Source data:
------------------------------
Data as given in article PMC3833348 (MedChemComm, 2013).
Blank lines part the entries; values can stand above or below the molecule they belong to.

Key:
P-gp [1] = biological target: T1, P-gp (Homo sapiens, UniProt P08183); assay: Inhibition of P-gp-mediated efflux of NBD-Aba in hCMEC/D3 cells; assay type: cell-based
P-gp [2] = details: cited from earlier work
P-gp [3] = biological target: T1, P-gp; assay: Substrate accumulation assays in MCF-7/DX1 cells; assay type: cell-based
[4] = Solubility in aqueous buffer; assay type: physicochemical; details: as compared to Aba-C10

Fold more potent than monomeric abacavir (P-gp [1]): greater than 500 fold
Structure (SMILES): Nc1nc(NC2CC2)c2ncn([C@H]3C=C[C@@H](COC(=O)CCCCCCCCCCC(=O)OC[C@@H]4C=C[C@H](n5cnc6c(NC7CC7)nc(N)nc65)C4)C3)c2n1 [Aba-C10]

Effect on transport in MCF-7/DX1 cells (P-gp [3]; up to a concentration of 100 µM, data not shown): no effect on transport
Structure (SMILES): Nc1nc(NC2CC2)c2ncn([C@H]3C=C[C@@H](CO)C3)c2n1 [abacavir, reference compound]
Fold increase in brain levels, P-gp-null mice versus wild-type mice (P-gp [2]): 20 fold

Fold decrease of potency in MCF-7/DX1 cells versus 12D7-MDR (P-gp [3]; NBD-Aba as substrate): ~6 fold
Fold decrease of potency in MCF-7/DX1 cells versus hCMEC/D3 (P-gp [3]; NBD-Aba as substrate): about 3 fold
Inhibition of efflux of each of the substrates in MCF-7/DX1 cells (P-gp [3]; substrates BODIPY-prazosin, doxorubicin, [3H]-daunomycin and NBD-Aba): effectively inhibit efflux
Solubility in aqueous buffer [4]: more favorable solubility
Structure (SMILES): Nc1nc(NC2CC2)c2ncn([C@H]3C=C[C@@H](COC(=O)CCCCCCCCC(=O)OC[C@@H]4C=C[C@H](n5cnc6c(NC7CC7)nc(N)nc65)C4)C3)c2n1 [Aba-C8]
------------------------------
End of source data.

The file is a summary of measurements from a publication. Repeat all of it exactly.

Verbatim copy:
Data as given in article PMC3833348 (MedChemComm, 2013).
Blank lines part the entries; values can stand above or below the molecule they belong to.

Key:
P-gp [1] = biological target: T1, P-gp (Homo sapiens, UniProt P08183); assay: Inhibition of P-gp-mediated efflux of NBD-Aba in hCMEC/D3 cells; assay type: cell-based
P-gp [2] = details: cited from earlier work
P-gp [3] = biological target: T1, P-gp; assay: Substrate accumulation assays in MCF-7/DX1 cells; assay type: cell-based
[4] = Solubility in aqueous buffer; assay type: physicochemical; details: as compared to Aba-C10

Fold more potent than monomeric abacavir (P-gp [1]): greater than 500 fold
Structure (SMILES): Nc1nc(NC2CC2)c2ncn([C@H]3C=C[C@@H](COC(=O)CCCCCCCCCCC(=O)OC[C@@H]4C=C[C@H](n5cnc6c(NC7CC7)nc(N)nc65)C4)C3)c2n1 [Aba-C10]

Effect on transport in MCF-7/DX1 cells (P-gp [3]; up to a concentration of 100 µM, data not shown): no effect on transport
Structure (SMILES): Nc1nc(NC2CC2)c2ncn([C@H]3C=C[C@@H](CO)C3)c2n1 [abacavir, reference compound]
Fold increase in brain levels, P-gp-null mice versus wild-type mice (P-gp [2]): 20 fold

Fold decrease of potency in MCF-7/DX1 cells versus 12D7-MDR (P-gp [3]; NBD-Aba as substrate): ~6 fold
Fold decrease of potency in MCF-7/DX1 cells versus hCMEC/D3 (P-gp [3]; NBD-Aba as substrate): about 3 fold
Inhibition of efflux of each of the substrates in MCF-7/DX1 cells (P-gp [3]; substrates BODIPY-prazosin, doxorubicin, [3H]-daunomycin and NBD-Aba): effectively inhibit efflux
Solubility in aqueous buffer [4]: more favorable solubility
Structure (SMILES): Nc1nc(NC2CC2)c2ncn([C@H]3C=C[C@@H](COC(=O)CCCCCCCCC(=O)OC[C@@H]4C=C[C@H](n5cnc6c(NC7CC7)nc(N)nc65)C4)C3)c2n1 [Aba-C8]